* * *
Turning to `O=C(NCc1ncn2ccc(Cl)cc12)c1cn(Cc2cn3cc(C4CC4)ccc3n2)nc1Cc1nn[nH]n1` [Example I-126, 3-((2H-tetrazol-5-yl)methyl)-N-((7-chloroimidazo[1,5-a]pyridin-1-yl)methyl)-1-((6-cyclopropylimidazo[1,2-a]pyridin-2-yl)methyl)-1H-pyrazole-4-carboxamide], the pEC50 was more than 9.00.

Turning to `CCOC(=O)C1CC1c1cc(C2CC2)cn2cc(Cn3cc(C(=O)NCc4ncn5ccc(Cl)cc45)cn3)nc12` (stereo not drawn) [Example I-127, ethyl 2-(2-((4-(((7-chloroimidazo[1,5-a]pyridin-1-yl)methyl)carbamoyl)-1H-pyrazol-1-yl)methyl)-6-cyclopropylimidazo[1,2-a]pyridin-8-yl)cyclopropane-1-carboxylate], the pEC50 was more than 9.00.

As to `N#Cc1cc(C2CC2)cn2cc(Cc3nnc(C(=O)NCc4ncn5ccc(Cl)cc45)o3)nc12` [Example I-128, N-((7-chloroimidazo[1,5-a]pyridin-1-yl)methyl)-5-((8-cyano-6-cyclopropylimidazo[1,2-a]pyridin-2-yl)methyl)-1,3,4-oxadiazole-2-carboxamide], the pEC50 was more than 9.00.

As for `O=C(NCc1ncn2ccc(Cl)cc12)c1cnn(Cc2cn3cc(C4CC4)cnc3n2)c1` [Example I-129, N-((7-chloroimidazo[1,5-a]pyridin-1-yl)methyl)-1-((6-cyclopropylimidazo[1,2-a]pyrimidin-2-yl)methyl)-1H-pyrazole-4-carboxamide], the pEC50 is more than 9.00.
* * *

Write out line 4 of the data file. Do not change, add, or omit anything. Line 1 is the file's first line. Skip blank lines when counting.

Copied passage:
As for `O=C(NCc1ncn2ccc(Cl)cc12)c1cnn(Cc2cn3cc(C4CC4)cnc3n2)c1` [Example I-129, N-((7-chloroimidazo[1,5-a]pyridin-1-yl)methyl)-1-((6-cyclopropylimidazo[1,2-a]pyrimidin-2-yl)methyl)-1H-pyrazole-4-carboxamide], the pEC50 is more than 9.00.